Wed 19 March 2008, The Guardian

Yes, it was a rant. But, despite herself, Heather might just have performed an important public service

By Marcel Berlins
It is tempting to treat Heather Mills's 11-minute résumé of her wide-ranging views, following so closely on her upending a glass of water on the head of Paul McCartney's solicitor, Fiona Shackleton, as the rantings of a disturbed woman, no stranger to eccentric outbursts. Much of what Mills said was indeed tosh. But there were moments that caused me to reflect. Could she be right in suggesting that the legal establishment is a closely knit club, denying justice to those who are not members and don't know the rules, such as litigants in person? I don't believe so. Reading the judgment in the case, made public yesterday, I find no hint of unfairness or hostility to Mills. Had she remained with her lawyers, would she be the richer? Would they have discovered some piece of information, some clever legal device, some trick of advocacy, that would have turned the case to her greater advantage? Only marginally, maybe.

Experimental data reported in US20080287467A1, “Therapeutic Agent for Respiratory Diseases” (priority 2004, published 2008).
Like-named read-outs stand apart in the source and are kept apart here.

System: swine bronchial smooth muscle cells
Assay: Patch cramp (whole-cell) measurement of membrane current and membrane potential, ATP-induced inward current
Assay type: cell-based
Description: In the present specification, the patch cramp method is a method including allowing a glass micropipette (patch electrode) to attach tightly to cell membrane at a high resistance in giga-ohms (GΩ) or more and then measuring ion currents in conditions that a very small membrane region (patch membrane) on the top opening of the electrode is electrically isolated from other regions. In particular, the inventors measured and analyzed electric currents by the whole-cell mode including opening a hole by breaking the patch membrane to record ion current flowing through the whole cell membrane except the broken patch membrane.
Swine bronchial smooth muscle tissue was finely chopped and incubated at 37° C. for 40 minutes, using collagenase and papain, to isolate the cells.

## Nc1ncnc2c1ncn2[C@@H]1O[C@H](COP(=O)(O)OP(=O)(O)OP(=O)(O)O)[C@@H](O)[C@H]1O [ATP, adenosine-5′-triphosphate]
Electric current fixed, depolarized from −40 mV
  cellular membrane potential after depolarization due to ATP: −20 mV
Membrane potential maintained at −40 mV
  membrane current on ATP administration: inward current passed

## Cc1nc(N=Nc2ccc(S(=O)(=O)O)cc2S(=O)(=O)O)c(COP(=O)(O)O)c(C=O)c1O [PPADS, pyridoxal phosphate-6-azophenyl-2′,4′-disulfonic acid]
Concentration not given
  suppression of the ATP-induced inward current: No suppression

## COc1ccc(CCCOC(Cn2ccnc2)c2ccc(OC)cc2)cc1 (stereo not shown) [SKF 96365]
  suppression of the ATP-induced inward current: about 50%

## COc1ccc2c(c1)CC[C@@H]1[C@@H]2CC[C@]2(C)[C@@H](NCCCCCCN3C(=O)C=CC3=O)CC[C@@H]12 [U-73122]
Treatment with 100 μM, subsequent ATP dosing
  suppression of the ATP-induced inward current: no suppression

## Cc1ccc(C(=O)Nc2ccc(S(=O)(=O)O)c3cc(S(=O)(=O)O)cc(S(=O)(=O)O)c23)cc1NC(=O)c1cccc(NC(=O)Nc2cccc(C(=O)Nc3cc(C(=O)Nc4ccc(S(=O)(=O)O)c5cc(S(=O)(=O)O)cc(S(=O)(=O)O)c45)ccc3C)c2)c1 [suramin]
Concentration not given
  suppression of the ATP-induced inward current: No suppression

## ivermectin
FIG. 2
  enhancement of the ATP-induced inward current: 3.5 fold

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It was published by The Guardian, which adheres to the Guardian Editorial Code

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